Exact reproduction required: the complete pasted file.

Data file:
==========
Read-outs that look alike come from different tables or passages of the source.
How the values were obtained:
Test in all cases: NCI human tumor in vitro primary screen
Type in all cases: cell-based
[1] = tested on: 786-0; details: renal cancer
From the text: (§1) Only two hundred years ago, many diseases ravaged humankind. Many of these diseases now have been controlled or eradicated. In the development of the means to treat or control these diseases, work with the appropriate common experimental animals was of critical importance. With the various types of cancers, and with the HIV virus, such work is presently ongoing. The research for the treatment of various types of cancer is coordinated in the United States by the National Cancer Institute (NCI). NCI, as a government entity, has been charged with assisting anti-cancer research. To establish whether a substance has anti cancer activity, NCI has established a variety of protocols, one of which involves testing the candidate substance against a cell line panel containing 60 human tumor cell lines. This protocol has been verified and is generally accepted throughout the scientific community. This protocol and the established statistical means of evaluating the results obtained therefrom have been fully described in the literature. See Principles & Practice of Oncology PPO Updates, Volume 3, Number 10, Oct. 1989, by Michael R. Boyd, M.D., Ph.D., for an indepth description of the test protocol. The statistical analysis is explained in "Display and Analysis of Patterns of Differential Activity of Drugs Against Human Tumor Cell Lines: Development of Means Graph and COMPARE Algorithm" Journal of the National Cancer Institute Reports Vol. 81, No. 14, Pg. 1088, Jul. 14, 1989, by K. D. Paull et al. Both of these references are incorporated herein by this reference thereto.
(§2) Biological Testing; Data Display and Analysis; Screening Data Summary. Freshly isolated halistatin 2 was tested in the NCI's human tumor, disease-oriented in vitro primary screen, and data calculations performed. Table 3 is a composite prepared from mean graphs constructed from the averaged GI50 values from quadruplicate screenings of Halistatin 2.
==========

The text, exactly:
Read-outs that look alike come from different tables or passages of the source.
How the values were obtained:
Test in all cases: NCI human tumor in vitro primary screen
Type in all cases: cell-based
[1] = tested on: 786-0; details: renal cancer
From the text: (§1) Only two hundred years ago, many diseases ravaged humankind. Many of these diseases now have been controlled or eradicated. In the development of the means to treat or control these diseases, work with the appropriate common experimental animals was of critical importance. With the various types of cancers, and with the HIV virus, such work is presently ongoing. The research for the treatment of various types of cancer is coordinated in the United States by the National Cancer Institute (NCI). NCI, as a government entity, has been charged with assisting anti-cancer research. To establish whether a substance has anti cancer activity, NCI has established a variety of protocols, one of which involves testing the candidate substance against a cell line panel containing 60 human tumor cell lines. This protocol has been verified and is generally accepted throughout the scientific community. This protocol and the established statistical means of evaluating the results obtained therefrom have been fully described in the literature. See Principles & Practice of Oncology PPO Updates, Volume 3, Number 10, Oct. 1989, by Michael R. Boyd, M.D., Ph.D., for an indepth description of the test protocol. The statistical analysis is explained in "Display and Analysis of Patterns of Differential Activity of Drugs Against Human Tumor Cell Lines: Development of Means Graph and COMPARE Algorithm" Journal of the National Cancer Institute Reports Vol. 81, No. 14, Pg. 1088, Jul. 14, 1989, by K. D. Paull et al. Both of these references are incorporated herein by this reference thereto.
(§2) Biological Testing; Data Display and Analysis; Screening Data Summary. Freshly isolated halistatin 2 was tested in the NCI's human tumor, disease-oriented in vitro primary screen, and data calculations performed. Table 3 is a composite prepared from mean graphs constructed from the averaged GI50 values from quadruplicate screenings of Halistatin 2.